Obama was crap

Oprah was crap

Rap was crap

Hyper-glamourized gospel choir was crap

Black men were crap

North Minneapolis was crap

Fried chicken was good

Along with hot-dish

Along with suburbs

Along with mega-churches

Along with eating out

Along with Johnny Cash

Along with Chuck Norris

Along with blond-hair, blue-eyed Jesus

Unlike Moesha

Or Family Matters

Or The Cosby Show

Or Beyonce 

Or Kirk Franklin

Or spoken word

Or box braids

Or ebonics

Or laughing with your whole body

Or telling the same stories over and over trying to find a different ending —

Reader, I was raised by a white man.

And if you're unaware, I'm a yellow -

I mean negro -

I mean colored -

I mean black...


Ugh, no I mean gal

No, no I mean lady

I mean, woman.

Born in the thick of stereotype and baby mama drama,

I was destined for setback

She was trying 

Succeeding, rather; doing well

Single mom, homeowner, early twenties —

On her way.

That is, until, my 6-year old cries for ‘daddy’ became more than her melanin wrapped bones could bear

That is, until, my 6-year old cries for ‘father’ became more than seeing a man -

I mean guy -

I mean boy -

I mean, person...

once a week.

That is, until, my 6 year-old cries for ‘family’ became ghost and haunted her dreams until she could figure out a way for them to become framed on living room walls, and then --

She met him.

Light hair,

blue eyed,

Pale skinned —




Safe —

A believer.

They wed.

A 2005 conversation with my aunt would leave me forever scarred:

I asked her for something to drink

Water, she said, from the kitchen 

Ooo.. with a snarky face, I made; “I don’t drink tap”

I’ll never forget the way she looked me up and down, did that laugh that wasn’t a laugh, and declared:

You’re becoming like them

My 8 year old self found that to be inconsiderate, and, frankly, rude.

Almost 15 years later I’m scared to admit she was telling the truth:

In more ways than the one.

I was raised by a white man; not inherently bad, but, let’s consider: 

I transitioned within weeks from seeing black faces left and right

In church, school, playground and family

To being the only face within miles -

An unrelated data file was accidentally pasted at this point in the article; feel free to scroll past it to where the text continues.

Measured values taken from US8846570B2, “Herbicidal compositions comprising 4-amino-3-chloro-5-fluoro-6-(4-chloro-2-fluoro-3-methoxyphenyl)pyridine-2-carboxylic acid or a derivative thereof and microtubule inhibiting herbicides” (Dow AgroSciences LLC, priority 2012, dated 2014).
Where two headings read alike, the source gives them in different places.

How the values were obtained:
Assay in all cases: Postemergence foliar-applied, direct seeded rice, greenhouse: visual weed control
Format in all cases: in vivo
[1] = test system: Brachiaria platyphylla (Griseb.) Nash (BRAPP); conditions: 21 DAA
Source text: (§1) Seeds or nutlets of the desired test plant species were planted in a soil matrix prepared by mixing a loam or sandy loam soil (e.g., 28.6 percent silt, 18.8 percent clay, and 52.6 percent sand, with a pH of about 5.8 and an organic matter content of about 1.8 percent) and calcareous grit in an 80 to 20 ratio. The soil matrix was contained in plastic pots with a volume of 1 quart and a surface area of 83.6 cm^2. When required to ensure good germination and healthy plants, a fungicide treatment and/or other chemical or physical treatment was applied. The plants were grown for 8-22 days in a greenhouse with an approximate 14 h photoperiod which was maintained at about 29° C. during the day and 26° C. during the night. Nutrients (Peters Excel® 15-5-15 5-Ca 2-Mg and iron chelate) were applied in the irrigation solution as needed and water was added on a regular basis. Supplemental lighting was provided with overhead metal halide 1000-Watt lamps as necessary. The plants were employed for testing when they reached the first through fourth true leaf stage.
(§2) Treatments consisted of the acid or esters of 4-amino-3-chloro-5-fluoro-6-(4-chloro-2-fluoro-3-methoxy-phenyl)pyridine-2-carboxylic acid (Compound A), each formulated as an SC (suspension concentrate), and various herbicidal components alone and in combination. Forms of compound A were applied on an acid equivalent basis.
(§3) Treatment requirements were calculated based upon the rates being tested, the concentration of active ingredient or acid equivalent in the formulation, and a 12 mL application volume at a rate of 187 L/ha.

except mommy's

And suddenly -- progressively, rather

Melanin became curse

I hated defending the dignity of my skin and upholding an entire race at the age of 10

So when that country boy looked me in the eyes and declared, nigger, I laughed a laugh that wasn’t a laugh and kept on my way

Or at my first day

At an all-white school

When that one kid on the playground asked if I minded racist jokes; 

(Reader, I’d heard stories of being the piece of poop in a field of snow. Speaking up doesn't end well. So I bit my tongue.)

No, in fact I like making them myself

I spent the next year listening to their jokes

'How many white people does it take to screw in a lightbulb?'

I don't know, how many?

'None! They get a nigger to do it!'

Hahaha good one, I laughed a laugh that wasn’t a laugh and, biting my tongue, went on my way

Within a few years, I became immune to ignorance

I learned to walk past micro aggressions 

And not think twice about racism as ‘historic’ and ‘non existent’.

Not only did I become immune, I became, in the realest sense,


To protect myself

To fit in

To have a decent chance at being invited to that party

(I never was)

So I’d let them pour literal shit in my water bottle 

And make fun of the ghetto blacks we were playing against

All to be patted on the back and be reaffirmed that you're not really black, though. You're just like us!

So I'd laugh a laugh that wasn't a laugh and, biting my tongue, go on my way

So to this white man that led me into adulthood,

I wish you’d taught me that my blackness was not curse

That pastors can exist as more than that of Caucasian men

That its inhumane and wrong to deem black men Satan

That Obama’s presidency was and is and will forever be a crazy insane landmark that we ought have celebrated, not mourned

That my hair was beautiful and didn’t need to be straightened

That women can exist as more than their husbands’ submissive

That when Trayvon Martin died, a part of you did too

But you didn't, 

Because it didn't 

When I wasn’t asked to prom, I wish you’d have said nothing.

That you’d known 'its probably because you’re too tall and dark'

Wasn’t comfort

But, to this white man that led me into adulthood, let me say:

By knowing you I've beaten teenage pregnancy

By knowing you I've graduated high school and am traveling the world

By knowing you I’ve seen 50 year marriages, Swedish museums and recipes from small-town Lutheran Church cookbooks

There's plenty for which to be grateful.

But, truly, I need you to know one thing:

You didn’t save me.

Kept quiet throughout this poem was a woman standing next to you.

It was hard for her, albeit, as I found your words Gospel.

After all, you reflected the hero in my history books.

So to this black woman that, too, led me into adulthood,

The reason I’ve beaten teenage pregnancy

The reason I’ve graduated high school and am traveling the world

The reason I’ve heard 50 year old stories, secrets while braiding on the stoop and memorized recipes from grandma’s kitchen

Know that you’re the reason I’m standing.

With scratches,


and a dented backbone, but

standing nonetheless 

Being a black woman, wife and mother, I saw

That presenting an image of strength became habit

That suppressing emotions became expectation

That needing help from others led you to feel weak

That you were always motivated to succeed even when resources said otherwise

That caring for yourself before others screamed selfish

I'm not sure these are always good things

Truth is I’m confused; a mixed identity inside a yellow -

I mean negro -

I mean colored -

Dammit I mean black


But I’m learning. 

And forgiving. 

And growing.

I guess sometimes my story feels like an unknown scar

But I’m slowly realizing:

Whose isn’t?

-raygen samone